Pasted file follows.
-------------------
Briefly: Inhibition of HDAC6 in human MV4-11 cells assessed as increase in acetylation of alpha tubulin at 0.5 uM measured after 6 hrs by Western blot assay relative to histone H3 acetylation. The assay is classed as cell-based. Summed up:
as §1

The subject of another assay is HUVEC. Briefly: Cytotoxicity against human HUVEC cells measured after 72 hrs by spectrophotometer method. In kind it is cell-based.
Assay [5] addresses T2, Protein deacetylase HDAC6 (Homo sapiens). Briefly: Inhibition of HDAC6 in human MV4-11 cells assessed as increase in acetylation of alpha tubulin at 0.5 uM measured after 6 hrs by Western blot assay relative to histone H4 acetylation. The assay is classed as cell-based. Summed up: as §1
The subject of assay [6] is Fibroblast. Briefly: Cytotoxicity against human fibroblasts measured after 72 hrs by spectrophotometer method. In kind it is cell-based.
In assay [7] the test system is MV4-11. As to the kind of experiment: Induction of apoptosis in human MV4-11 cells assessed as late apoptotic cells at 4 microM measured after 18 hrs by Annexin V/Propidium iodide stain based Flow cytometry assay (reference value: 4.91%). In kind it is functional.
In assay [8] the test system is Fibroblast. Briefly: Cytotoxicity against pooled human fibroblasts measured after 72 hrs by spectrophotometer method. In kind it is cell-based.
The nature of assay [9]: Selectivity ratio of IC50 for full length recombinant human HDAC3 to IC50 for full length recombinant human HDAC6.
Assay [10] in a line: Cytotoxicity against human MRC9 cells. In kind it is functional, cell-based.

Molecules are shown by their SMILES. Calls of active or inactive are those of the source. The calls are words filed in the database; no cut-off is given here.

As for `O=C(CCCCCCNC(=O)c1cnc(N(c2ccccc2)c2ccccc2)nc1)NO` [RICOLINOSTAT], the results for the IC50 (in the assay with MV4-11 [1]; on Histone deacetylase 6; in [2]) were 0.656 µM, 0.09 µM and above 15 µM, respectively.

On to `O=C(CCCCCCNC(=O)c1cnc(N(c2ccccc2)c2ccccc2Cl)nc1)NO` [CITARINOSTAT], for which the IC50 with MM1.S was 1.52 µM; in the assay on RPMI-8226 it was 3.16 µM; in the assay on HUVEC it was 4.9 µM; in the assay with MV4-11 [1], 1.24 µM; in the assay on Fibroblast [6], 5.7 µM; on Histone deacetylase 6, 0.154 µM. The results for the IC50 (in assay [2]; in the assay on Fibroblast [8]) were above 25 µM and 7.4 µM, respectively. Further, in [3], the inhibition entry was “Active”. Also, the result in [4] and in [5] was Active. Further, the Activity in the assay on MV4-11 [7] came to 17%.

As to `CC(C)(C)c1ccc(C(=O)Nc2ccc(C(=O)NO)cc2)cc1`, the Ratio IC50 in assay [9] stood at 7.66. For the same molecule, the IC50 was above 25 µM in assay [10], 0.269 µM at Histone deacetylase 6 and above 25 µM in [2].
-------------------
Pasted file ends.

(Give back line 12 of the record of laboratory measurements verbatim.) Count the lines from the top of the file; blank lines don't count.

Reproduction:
On to `O=C(CCCCCCNC(=O)c1cnc(N(c2ccccc2)c2ccccc2Cl)nc1)NO` [CITARINOSTAT], for which the IC50 with MM1.S was 1.52 µM; in the assay on RPMI-8226 it was 3.16 µM; in the assay on HUVEC it was 4.9 µM; in the assay with MV4-11 [1], 1.24 µM; in the assay on Fibroblast [6], 5.7 µM; on Histone deacetylase 6, 0.154 µM. The results for the IC50 (in assay [2]; in the assay on Fibroblast [8]) were above 25 µM and 7.4 µM, respectively. Further, in [3], the inhibition entry was “Active”. Also, the result in [4] and in [5] was Active. Further, the Activity in the assay on MV4-11 [7] came to 17%.